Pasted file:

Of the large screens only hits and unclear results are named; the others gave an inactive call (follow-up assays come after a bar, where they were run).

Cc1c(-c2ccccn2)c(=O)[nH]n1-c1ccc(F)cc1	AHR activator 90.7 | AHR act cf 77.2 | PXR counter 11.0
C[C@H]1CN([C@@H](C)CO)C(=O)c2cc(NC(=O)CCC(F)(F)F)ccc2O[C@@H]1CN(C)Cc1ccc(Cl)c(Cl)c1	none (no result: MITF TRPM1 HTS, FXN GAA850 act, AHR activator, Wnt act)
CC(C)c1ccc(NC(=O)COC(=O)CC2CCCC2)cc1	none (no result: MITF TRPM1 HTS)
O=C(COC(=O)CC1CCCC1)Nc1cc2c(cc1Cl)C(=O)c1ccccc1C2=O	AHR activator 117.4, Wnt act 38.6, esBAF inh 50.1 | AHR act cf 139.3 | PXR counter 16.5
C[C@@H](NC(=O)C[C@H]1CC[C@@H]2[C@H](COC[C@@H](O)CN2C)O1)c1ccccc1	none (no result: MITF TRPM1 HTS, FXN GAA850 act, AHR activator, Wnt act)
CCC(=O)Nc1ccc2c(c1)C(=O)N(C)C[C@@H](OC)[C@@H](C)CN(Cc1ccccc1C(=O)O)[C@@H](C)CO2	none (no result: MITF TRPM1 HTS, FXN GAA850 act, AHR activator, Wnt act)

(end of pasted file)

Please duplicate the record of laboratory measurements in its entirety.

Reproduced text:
Of the large screens only hits and unclear results are named; the others gave an inactive call (follow-up assays come after a bar, where they were run).

Cc1c(-c2ccccn2)c(=O)[nH]n1-c1ccc(F)cc1	AHR activator 90.7 | AHR act cf 77.2 | PXR counter 11.0
C[C@H]1CN([C@@H](C)CO)C(=O)c2cc(NC(=O)CCC(F)(F)F)ccc2O[C@@H]1CN(C)Cc1ccc(Cl)c(Cl)c1	none (no result: MITF TRPM1 HTS, FXN GAA850 act, AHR activator, Wnt act)
CC(C)c1ccc(NC(=O)COC(=O)CC2CCCC2)cc1	none (no result: MITF TRPM1 HTS)
O=C(COC(=O)CC1CCCC1)Nc1cc2c(cc1Cl)C(=O)c1ccccc1C2=O	AHR activator 117.4, Wnt act 38.6, esBAF inh 50.1 | AHR act cf 139.3 | PXR counter 16.5
C[C@@H](NC(=O)C[C@H]1CC[C@@H]2[C@H](COC[C@@H](O)CN2C)O1)c1ccccc1	none (no result: MITF TRPM1 HTS, FXN GAA850 act, AHR activator, Wnt act)
CCC(=O)Nc1ccc2c(c1)C(=O)N(C)C[C@@H](OC)[C@@H](C)CN(Cc1ccccc1C(=O)O)[C@@H](C)CO2	none (no result: MITF TRPM1 HTS, FXN GAA850 act, AHR activator, Wnt act)